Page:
wouldn't have been able to leave the immediate area of Miriam's
domicile. Now, I have roamed across a great deal of the remaining
southern American land mass. I have been able to locate a weak beacon
signal. I couldn't have done this without the accumulation of tiny
failures in my positronic brain. It means I am growing old, that I am
slowly dying. Is this the wisdom that comes with age? When will it
become degeneration, dementia, and madness? Maybe it already has.
It grows dark and cold. The stars come out. I appreciate their beauty. I don't think I was able to do that even a decade ago.
At eight I stop and lay out Miriam's bones again. This time in a
different configuration, as if she lay in bed. I pull out the
water-stained and damaged book. The print is unreadable so I recite a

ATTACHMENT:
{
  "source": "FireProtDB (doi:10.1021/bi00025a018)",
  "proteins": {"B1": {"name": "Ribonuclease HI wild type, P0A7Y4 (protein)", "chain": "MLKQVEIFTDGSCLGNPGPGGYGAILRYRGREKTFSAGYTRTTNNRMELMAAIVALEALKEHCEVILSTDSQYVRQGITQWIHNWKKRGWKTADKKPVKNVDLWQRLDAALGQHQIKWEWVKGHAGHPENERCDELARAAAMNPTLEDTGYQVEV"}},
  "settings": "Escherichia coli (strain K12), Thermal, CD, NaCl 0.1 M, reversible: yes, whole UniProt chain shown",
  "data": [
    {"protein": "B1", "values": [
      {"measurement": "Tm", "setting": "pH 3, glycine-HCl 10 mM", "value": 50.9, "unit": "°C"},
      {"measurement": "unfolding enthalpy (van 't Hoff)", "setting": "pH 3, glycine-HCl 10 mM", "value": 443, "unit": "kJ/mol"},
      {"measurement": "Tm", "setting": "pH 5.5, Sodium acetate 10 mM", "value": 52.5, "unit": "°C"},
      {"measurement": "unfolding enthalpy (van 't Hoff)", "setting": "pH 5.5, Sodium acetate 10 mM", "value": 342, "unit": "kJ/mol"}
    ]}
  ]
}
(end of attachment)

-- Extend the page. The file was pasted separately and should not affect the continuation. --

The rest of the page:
chapter of Gone with the Wind from memory. As I finish, Miriam does not
"Good night, Miriam," I say.
I pick up the bones and pack them away again. It feels
uncomfortable, wrong. She should lie at rest, sleeping. I shouldn't
wake her until the morning. I have overcome this programming but it
still bothers me.
It's funny what stays. Behaviours programmed specifically for my
function as a caregiver, housekeeper, and nurse to Miriam have fallen
away. What remains are the rituals of Miriam's life that became
ingrained by our time together. I can't seem to stop loving her, I
think it's because I don't want to.
I walk on into the night. The beacon signal grows perceivably
stronger. I estimate three days to reach its source. I don't have high
hopes. Perhaps there are others like me. Perhaps the Earth, like much
of the Solar system, is now solely occupied by robots. Technological
relics of the human race, doomed to mourn them and hate them for
leaving us behind. I don't know what I will find, but I know it will be
something new, and, of course, I will always have Miriam.
© 2016 I. Verse
Bio: I. Verse is a small dog with big attitude problems. His last Aphelion appearance was Less of Her in our August 2012 issue.
E-mail: I. Verse
Comment on this story in the Aphelion Forum
Return to Aphelion's Index page.